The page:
The Second Season of White Collar continues the adventures of con artist Neal Caffrey (Matt Bomer) working with FBI agent Peter Burke (Tim DeKay) to bring down white collar criminals while attempting to solve the riddle of the music box and discover the identity of the man behind Kate’s (Alexandra Daddario) death.
This season builds on the relationships created in the First Season and gives us the return of a few familiar faces, most notably Alex Hunter (Gloria Votsis) and Diana (Marsha Thomason), and the introduction of insurance investigator Sara Ellis (Hilarie Burton). Mozzie (Willie Garson) will survive an attempt on his life while try to solve the code hidden in the music box. There are also a couple of episodes where Peter and Neal switch roles.
Throw in Nazi treasure, Neal’s face-to-face confrontation with Fowler (Noah Emmerich), Mozzie falls in love with a damsel in distress (Diane Farr), a college professor (Aidan Quinn) uses Neal’s methods to plan his own heists with his students, Neal’s far more violent rival Keller returns, and Lando Calrissian himself (Billy Dee Williams) making a guest-appearance on the show, and you’ve got the makings for a good season.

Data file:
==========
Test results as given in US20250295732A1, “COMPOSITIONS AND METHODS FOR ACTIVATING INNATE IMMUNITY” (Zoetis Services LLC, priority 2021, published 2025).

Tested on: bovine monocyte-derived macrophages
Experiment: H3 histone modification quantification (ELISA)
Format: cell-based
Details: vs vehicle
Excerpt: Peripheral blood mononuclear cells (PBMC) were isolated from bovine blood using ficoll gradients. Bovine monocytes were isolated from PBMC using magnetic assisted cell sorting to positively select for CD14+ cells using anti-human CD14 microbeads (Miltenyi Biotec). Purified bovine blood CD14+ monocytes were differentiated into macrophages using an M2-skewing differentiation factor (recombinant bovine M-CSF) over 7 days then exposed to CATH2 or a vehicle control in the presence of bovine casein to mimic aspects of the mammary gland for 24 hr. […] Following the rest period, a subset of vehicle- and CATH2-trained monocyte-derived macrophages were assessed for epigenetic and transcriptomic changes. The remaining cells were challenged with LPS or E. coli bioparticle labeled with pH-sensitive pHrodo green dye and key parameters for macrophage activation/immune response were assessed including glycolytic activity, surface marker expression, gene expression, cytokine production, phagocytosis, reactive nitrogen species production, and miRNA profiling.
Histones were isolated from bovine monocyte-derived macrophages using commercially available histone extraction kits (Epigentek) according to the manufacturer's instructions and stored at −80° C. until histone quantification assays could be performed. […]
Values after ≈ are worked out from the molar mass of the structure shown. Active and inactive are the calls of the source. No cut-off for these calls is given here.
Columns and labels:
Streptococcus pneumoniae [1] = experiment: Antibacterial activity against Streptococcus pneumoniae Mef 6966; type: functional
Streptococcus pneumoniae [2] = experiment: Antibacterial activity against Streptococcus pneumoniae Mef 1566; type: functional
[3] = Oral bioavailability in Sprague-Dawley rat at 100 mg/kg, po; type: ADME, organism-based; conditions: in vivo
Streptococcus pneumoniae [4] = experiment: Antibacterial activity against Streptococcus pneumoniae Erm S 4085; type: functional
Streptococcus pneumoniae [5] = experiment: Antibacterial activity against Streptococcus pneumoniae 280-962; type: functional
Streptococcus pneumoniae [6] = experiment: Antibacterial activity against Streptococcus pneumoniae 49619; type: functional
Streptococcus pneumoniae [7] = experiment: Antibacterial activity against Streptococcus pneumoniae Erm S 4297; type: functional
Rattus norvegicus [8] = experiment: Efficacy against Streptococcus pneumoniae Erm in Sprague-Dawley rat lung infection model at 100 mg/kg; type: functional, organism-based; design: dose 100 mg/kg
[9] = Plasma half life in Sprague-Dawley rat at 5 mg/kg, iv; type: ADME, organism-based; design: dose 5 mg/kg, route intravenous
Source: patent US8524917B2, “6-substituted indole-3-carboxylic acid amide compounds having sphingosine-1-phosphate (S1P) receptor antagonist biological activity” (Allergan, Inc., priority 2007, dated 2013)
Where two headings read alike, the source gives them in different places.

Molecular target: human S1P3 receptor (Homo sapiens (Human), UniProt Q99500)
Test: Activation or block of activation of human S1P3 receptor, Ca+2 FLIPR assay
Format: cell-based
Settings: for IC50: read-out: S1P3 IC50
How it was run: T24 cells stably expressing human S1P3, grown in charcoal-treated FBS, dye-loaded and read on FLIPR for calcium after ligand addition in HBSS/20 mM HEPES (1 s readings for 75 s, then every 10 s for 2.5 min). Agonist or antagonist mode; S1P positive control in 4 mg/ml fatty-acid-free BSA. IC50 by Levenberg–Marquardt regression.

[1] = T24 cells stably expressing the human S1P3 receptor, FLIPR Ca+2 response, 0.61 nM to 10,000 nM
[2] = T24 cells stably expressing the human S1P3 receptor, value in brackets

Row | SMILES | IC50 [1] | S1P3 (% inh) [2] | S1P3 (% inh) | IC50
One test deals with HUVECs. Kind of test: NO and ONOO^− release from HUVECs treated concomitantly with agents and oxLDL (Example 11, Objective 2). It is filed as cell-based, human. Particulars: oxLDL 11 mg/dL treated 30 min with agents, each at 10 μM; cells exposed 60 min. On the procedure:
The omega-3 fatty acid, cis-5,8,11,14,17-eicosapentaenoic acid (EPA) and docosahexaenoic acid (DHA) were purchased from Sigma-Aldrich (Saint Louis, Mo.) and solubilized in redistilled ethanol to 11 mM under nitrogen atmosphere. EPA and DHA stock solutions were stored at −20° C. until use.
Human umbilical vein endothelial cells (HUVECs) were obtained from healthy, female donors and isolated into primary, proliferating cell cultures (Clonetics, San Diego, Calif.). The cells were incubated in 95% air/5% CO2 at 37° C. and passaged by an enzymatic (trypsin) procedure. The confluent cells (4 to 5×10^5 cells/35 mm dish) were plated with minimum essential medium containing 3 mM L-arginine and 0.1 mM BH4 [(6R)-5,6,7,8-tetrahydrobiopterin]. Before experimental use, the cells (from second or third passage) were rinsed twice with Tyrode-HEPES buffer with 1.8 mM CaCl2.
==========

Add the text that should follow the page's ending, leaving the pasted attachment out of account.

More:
We finally get the identity of the man behind Kate’s death (Andrew McCarthy), and a flashback episode gives us a peek at Neal’s first encounters with Kate, Alex, Mozzie, and Peter. And, as the show has become known for, it ends in another big cliffhanger which we’ve already begun to see the ramifications of in Season Three.
The four-disc set includes deleted scenes, a gag reel, a short but humorous pair of extras where the writers of White Collar and Burn Notice roast each other, featurettes on the character of Mozzie and the creation of an episode, and commentary for three episodes including the finale by series creator Jeff Eastin, Bomer, DeKay, Garson and Tiffani Amber Thiessen. Of all the extras, the look behind the scenes from the writing to shooting of an episode is by far the best and includes a few interesting tidbits including the show’s insistence to stay away from hand-held and steady cam shots and the unique challenges of shooting the show in Manhattan.
I’m disappointed this set was only released hours (instead of weeks) before the new season started, I would have liked a little more commentary, and I was surprised this season isn’t available on Blu-ray (the First Season was), but what we’re given here is solid all-around. Fans of the art of the con should feel pretty good with adding this to their collection next to the First Season on DVD.